That, and other news, in today’s Political Panorama.
Kennedy Center honoree Barbra Streisand met — albeit briefly — face to face with President Bush at the White House on Sunday. The potentially awkward moment — a visible and outspoken Bush critic meeting with the president himself — was alleviated when Bush kissed Streisand on the cheek. “Art transcends politics this weekend,” Streisand said, according to the Associated Press. The ceremony preceded events at the Kennedy Center.
Variety’s Peter Bart was at the White House and writes, “The guests, an eclectic mix of showbiz and Washington celebs, were acutely conscious that the mood was quickly changing in this intensely political town. ‘This feels like the final days of Saigon, and the choppers are about to take the regime away,’ observed one esteemed visitor.
“But the president is not ready to surrender centerstage. Politicos at the Kennedy Center joked that Bush is single-handedly trying to solve the unemployment crisis — at least among Republicans — by making a flurry of last-minute political appointments, some 30 in the last couple of weeks alone.”
On “Meet the Press” on Sunday, President-elect Barack Obama promised to invite artists and other entertainers to the White House to inspire young people. And Bart reports a rumor that Obama is quietly setting up an advisory board on arts and culture policy. George Stevens Jr. and Margo Lion chaired an advisory committee on the arts for the Obama campaign.
Obama told Tom Brokaw he was “thinking about the diversity of our culture and, and inviting jazz musicians and classical musicians and poetry readings in the White House so that, once again, we appreciate this incredible tapestry that’s America. I–you know, that, I think, is, is going to be incredibly important, particularly because we’re going through hard times. And, historically, what has always brought us through hard times is that national character, that sense of optimism, that willingness to look forward, that, that sense that better days are ahead. I think that our art and our culture, our science, you know, that’s the essence of what makes America special, and, and we want to project that as much as possible in the White House.”
“Meet” Host: As expected, David Gregory was named the new host of “Meet the Press.” He tells the New York Times that the task ahead is “daunting.” Betsy Fisher also has reupped as the show’s executive producer.
The Winner: Time picks the Couric-Palin interviews as the No. 1 campaign video moment of 2008.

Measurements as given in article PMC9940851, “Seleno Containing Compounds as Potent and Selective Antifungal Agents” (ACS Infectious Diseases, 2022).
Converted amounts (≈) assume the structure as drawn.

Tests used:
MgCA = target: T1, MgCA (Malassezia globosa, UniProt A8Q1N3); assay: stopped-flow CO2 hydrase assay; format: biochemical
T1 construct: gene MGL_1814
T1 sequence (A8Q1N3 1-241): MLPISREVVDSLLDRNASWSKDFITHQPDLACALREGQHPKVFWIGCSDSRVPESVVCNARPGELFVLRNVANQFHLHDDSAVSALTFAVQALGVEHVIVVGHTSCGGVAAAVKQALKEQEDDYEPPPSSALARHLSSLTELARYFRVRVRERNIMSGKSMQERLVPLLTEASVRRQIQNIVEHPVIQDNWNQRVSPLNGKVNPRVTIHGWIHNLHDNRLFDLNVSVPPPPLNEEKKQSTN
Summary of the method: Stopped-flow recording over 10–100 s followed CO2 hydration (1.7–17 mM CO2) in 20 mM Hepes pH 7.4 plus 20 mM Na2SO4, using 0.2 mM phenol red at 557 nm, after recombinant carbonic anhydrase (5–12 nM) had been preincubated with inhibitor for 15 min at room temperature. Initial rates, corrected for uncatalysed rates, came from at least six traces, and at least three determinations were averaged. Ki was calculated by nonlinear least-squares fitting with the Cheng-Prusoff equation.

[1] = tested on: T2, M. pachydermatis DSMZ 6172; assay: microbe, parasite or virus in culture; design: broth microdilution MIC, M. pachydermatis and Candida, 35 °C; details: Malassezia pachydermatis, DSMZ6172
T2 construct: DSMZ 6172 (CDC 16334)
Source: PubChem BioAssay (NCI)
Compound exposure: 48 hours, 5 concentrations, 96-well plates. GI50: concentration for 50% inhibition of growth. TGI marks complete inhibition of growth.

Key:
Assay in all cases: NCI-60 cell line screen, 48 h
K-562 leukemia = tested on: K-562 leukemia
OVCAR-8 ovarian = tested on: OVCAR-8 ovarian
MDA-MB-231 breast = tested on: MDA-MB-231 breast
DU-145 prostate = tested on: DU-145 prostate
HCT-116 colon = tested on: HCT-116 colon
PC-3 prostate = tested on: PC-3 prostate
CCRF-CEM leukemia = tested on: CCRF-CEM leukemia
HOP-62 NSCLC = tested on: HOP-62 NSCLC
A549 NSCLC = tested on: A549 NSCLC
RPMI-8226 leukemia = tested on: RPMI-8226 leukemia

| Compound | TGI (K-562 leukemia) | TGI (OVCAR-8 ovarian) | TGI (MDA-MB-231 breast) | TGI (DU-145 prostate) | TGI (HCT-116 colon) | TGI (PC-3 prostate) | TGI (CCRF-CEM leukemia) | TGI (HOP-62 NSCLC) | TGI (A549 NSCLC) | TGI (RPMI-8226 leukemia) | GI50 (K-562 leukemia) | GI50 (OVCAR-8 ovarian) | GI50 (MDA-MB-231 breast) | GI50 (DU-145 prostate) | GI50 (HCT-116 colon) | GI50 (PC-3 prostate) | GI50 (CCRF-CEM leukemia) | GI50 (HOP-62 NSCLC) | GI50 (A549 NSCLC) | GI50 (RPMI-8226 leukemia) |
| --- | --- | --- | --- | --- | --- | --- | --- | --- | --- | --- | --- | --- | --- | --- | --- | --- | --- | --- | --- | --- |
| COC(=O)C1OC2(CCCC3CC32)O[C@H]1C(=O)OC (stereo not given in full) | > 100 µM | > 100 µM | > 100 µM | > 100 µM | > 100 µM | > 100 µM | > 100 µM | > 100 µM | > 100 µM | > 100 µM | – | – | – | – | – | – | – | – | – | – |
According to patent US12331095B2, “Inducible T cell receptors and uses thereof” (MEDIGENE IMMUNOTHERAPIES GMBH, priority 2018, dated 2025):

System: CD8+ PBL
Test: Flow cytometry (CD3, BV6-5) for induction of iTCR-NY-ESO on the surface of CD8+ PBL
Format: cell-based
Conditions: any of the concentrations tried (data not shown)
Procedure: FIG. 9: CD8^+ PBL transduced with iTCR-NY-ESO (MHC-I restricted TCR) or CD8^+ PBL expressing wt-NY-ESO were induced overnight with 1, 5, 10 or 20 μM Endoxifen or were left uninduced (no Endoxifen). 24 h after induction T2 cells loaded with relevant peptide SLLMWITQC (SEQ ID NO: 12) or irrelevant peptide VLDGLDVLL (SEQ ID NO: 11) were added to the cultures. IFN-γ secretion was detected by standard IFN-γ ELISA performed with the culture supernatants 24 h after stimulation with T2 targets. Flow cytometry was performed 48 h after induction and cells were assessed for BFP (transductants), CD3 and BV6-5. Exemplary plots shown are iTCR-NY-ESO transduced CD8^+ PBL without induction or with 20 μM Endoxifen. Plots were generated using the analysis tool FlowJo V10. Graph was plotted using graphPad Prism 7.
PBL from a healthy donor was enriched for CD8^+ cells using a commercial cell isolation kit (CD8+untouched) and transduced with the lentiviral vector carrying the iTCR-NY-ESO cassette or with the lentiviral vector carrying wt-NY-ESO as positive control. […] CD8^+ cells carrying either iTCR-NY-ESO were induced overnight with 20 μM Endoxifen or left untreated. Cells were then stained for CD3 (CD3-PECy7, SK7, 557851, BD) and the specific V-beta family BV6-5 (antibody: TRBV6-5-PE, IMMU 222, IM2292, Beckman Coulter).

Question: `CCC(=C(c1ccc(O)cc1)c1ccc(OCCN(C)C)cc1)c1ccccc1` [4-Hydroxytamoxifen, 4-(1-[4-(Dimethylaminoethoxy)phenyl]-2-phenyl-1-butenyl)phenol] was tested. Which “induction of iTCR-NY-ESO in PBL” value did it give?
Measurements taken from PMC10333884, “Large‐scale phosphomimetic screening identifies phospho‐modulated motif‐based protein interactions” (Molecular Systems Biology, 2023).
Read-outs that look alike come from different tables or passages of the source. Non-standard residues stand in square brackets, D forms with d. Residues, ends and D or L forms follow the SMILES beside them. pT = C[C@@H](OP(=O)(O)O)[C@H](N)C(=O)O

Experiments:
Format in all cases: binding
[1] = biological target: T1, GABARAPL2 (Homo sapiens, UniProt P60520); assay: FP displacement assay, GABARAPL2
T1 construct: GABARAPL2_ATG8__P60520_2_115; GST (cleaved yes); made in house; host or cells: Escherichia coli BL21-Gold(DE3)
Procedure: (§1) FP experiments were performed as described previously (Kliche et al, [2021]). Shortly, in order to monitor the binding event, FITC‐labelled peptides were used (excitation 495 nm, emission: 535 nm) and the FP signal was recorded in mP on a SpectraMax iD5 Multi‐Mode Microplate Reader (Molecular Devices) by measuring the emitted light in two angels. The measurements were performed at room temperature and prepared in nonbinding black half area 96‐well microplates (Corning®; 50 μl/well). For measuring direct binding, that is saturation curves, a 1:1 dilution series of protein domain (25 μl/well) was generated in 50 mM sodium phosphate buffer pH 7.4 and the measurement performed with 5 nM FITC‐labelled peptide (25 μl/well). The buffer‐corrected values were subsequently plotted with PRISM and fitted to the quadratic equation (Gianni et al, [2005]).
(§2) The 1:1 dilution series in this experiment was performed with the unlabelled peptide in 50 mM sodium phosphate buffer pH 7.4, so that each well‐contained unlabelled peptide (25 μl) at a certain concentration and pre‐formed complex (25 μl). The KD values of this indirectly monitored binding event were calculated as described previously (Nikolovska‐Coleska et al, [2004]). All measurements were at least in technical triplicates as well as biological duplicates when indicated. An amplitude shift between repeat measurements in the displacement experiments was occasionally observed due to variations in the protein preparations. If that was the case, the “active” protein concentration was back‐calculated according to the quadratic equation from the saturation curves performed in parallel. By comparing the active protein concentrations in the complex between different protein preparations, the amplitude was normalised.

Frost on “Nixon”: David Frost points out liberties taken in “Frost/Nixon.”
The Ad That Never Was: ABC News obtains an unused McCain campaign ad that features Rev. Wright. Produced by Fred Davis, it was never approved by the candidate himself.
Prop 8: Caitlin Flanagan and Benjamin Schwarz write in a New York Times Op-Ed that the Prop 8 vote appears to have pitted black churches against the gay community, with Hollywood in the middle.
Hollywood, of course, is a city full of statesmen and moral authorities, and many of them ran to their pulpits and Web sites to get on the right side of this issue, but there was no way to hold both truths together in a position that was both acceptably liberal and coherent. “At some point in our lifetime,” said George Clooney, “gay marriage won’t be an issue, and everyone who stood against this civil right will look as outdated as George Wallace standing on the school steps keeping James Hood from entering the University of Alabama because he was black.”
To the opponents of Proposition 8, this kind of analogy is a rallying cry; but as white Hollywood has recently discovered, to the blacks who voted for the measure, it’s galling. Comparing the infringement on civil rights that gays are experiencing to that suffered by black Americans is to begin a game of “top my oppression” that you’re not going to win. The struggle for equality — beginning with freedom from human bondage (see: references to the book of Exodus at the Gospel Brunch) — has been so central to African-American identity that many blacks find homosexual claims of a commensurate level of injustice frivolous, and even offensive.”
What is a bit confusing is that Flanagan and Schwarz seem to be referring more to Hollywood, the place, and even then as a catchall for Los Angeles’ liberal elite encalves including the Westside and Hancock Park. Hollywood, the industry, actually was far less involved in Prop 8 than Silicon Valley.
The Nanny for Senate?: Fran Drescher has her eyes on Hillary Clinton’s Senate seat.
El Coyote Manager Resigns: Chris Lisotta of Frontiers reports that a manager of El Coyote restaurant in Los Angeles has resigned after giving money in support of Prop 8. The restaurant had come under fire after the passage of the proposition, and demonstrators even staged a protest outside the eatery. The director of a Sacramento theater and the leader of the Los Angeles Film Festival also have resigned after their contributions to Prop 8 raised the threat of boycott of their orgs.
In Case You Missed It: Chris Matthews expected to forgo Senate bid and re-sign with MSNBC.
In Case You Missed It II: Jack Black and the stars of the Prop 8 video appear on “Countdown with Keith Olbermann.”